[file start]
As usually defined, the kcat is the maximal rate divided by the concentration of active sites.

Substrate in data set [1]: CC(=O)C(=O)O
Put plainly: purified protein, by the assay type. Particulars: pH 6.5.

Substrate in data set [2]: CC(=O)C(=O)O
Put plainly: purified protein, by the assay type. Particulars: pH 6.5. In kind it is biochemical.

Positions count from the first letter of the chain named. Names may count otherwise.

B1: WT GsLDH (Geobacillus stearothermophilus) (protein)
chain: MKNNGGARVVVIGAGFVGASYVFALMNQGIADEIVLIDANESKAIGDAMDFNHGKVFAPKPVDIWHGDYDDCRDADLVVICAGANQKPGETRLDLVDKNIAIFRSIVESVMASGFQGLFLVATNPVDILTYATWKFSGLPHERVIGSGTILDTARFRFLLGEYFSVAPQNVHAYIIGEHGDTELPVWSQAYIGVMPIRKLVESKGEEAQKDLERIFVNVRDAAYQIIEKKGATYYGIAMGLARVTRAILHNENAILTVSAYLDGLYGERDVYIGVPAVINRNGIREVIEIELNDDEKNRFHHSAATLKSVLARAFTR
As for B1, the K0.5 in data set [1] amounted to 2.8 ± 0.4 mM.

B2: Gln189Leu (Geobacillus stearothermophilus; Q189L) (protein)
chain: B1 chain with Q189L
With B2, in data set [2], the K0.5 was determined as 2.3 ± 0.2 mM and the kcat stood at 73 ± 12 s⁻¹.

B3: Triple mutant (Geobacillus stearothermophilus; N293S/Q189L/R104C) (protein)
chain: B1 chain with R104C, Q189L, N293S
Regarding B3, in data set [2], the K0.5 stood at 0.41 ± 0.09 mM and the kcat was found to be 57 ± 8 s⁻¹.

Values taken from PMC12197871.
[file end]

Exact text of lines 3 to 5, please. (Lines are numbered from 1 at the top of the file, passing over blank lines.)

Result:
Put plainly: purified protein, by the assay type. Particulars: pH 6.5.

Substrate in data set [2]: CC(=O)C(=O)O
Put plainly: purified protein, by the assay type. Particulars: pH 6.5. In kind it is biochemical.